The high quality of the Mallorquin olive oil is achieved from a combination of the soil characteristics, rugged landscape, irregular rainfall and the great age of Mallorca’s olive trees. The olive harvest is influenced by climate and Mallorca generally has an earlier harvest than other regions.

Mallorca has a long history of olive growing, as well as production and consumption of olive oil. Mallorcan olive oil has always been well acknowledged and popular among local residents but despite this, the amount of Mallorcan Olive Oil consumed on the island only accounts for 2.7% of total sales. The rest is exported, with Germany being the main consumer.

According to historical data, the Phoenicians and Greeks introduced olive trees to the Iberian Peninsula, and from there they reached Mallorca. It was in the 16th century that important progress was made in olive growing and oil production, and for many years this was the main source of income for numerous estates on the island, many of which had their own olive mills. Mallorcan olive oil continued to be the island’s leading export product until the first half of the 19th century. Today there are close to 402 producers of Mallorcan Olive Oil, covering a total of 1400 hectares of land, and using 7 Olive Oil presses. Recent records show annual production in excess of 100,000 litres of the Extra Virgin Olive Oil, increasing year on year.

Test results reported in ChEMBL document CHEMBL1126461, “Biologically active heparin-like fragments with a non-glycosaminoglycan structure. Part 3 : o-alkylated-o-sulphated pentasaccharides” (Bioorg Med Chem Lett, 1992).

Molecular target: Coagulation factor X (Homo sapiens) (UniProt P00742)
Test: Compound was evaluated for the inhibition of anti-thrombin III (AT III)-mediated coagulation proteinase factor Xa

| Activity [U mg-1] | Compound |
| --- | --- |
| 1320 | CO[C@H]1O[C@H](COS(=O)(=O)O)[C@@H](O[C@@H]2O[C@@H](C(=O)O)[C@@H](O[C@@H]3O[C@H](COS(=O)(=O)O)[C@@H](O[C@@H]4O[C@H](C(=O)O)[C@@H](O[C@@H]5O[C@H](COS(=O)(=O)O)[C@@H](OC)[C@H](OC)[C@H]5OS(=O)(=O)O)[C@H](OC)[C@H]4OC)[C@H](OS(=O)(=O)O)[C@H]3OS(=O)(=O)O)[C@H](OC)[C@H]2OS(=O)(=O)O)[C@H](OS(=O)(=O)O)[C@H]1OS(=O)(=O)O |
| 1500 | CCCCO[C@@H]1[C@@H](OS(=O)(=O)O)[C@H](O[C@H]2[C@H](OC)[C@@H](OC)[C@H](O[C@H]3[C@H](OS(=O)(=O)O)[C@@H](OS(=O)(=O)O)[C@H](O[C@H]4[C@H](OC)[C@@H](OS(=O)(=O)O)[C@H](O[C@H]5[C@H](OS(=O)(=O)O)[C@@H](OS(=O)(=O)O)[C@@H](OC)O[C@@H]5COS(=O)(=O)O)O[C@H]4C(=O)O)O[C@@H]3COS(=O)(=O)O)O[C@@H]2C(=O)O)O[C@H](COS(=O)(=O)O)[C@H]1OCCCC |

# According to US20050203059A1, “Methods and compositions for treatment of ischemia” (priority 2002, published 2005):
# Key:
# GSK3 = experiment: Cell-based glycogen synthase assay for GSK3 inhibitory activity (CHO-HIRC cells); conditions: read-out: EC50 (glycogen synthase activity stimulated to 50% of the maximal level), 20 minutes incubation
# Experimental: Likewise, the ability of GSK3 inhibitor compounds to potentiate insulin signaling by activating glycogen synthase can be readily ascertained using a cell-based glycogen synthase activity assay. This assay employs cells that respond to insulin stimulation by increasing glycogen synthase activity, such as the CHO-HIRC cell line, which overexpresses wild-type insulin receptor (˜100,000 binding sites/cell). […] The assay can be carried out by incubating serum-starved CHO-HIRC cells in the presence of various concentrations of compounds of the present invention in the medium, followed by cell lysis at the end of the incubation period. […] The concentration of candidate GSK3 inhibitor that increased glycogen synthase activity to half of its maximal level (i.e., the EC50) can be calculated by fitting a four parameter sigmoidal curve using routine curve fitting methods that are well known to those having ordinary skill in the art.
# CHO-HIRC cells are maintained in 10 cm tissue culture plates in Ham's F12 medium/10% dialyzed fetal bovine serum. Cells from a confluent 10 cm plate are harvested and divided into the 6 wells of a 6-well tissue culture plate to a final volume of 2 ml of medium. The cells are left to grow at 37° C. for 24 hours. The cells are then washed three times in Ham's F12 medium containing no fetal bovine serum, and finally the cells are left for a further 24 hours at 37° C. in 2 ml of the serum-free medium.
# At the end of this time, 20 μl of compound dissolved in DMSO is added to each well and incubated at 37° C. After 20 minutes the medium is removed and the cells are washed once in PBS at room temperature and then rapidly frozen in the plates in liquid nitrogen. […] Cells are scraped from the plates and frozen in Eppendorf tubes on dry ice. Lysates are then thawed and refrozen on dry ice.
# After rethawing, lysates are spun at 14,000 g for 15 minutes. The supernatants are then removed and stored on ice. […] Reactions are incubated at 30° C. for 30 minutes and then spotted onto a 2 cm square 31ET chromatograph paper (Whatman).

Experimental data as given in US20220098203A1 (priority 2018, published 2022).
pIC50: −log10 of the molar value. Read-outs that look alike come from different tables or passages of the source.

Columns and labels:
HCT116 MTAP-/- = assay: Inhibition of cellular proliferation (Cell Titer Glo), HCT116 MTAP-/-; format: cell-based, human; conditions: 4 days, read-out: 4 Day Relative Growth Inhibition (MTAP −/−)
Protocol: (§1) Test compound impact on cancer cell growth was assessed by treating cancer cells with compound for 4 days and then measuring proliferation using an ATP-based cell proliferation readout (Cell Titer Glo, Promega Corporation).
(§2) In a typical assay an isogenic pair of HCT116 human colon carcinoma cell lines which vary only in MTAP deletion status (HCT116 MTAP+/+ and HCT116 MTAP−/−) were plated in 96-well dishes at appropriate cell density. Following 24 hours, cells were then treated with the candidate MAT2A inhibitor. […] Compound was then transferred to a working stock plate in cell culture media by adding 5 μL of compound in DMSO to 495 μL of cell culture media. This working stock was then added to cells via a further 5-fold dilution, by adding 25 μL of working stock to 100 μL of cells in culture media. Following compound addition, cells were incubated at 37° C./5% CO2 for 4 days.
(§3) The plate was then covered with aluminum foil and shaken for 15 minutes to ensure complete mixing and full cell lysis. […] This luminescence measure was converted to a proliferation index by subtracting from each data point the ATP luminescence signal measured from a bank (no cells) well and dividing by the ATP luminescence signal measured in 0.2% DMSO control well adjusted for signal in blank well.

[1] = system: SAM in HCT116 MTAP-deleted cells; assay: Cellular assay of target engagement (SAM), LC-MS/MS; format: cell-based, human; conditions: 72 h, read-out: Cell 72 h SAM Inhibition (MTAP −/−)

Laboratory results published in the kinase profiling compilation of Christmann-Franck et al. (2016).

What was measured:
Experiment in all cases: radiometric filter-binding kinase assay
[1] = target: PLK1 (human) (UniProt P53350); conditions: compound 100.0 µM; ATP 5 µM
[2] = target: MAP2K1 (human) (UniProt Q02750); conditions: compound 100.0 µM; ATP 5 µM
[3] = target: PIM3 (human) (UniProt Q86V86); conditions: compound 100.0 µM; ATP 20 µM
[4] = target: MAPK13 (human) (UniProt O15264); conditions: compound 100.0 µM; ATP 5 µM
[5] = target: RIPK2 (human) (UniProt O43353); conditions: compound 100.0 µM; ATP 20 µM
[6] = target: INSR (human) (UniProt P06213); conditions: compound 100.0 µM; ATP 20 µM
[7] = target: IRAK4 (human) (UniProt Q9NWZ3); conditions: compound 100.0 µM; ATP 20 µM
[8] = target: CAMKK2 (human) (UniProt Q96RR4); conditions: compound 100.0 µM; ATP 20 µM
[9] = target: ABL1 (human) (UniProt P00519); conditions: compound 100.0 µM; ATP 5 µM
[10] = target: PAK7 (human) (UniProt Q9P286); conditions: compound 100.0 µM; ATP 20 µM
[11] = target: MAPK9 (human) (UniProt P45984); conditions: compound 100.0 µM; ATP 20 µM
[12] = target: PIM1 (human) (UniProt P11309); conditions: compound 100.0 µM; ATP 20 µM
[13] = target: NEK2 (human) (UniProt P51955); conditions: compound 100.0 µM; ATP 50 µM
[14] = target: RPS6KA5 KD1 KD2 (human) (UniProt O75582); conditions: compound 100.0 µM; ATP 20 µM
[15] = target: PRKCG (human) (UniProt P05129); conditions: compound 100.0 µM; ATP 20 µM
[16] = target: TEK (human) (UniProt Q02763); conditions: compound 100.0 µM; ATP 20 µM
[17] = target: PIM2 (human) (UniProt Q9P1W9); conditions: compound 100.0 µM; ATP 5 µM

The Pressing of the Oil

Much of the Olive Oil production in Mallorca still uses traditional systems used over centuries. The olives are placed on a grindstone and crushed by machine-operated conical-shaped rollers. The grinder is a mechanical hammer type machine and the grinding process depends on the amount of olives in each batch. The golden rule is that they should never be ground for more than 6 minutes. The paste produced is placed between woven mats that are laid one on top of the other and pressed. In the olive press, by applying considerable pressure, a liquid is produced composed of water and oil. The liquid is left to settle and separates into two layers, with the oil on top and the water from the olive below.

This process is known as Continuous Flow which involves: Cleaning and Washing, followed by Weighing andolive-press mallorca walking holidays Classification and then the Grinding. The paste then goes through a Mixing (malaxing) process where the paste reaches a maximum temperature of 28ºC. This section of the oil extraction takes between 60 and 90 minutes. Now comes the Extraction of the oil using horizontal centrifugation. Separation is the final stage that is achieved by horizontal and vertical centrifugation, which then results in the finished product: pure Mallorcan Olive Oil with designated origin ‘Oli de Mallorca’ .

Storage & Bottling : The oil now moves into storage. After being classified, it is placed in tanks depending on its quality. The oil mills are located geographically, with building characteristics to ensure the oil can be stored at appropriate temperatures, not rising above 25ºC.

The oil is then bottled in conditions that protect it from the sunlight, preventing any possible alteration due to the oxidation of the oil’s fatty acids.

The next time you try the pure essence of Mallorcan Olive Oil, think of the process required to arrive at the golden liquid you are enjoying.

The popularity of Mallorquin Olive Oil both in Mallorca and importing countries, has resulted in a new form of tourism in Mallorca: Oleoturismo. Promoted as Olive Oil Tourism – The Art of Nature this initiative was created in order to introduce visitors to all aspects of the Olive tree; the oil and the additional products created from Olive wood with a series of highly original activities. You can find more details regarding these activities and the routes on the island here: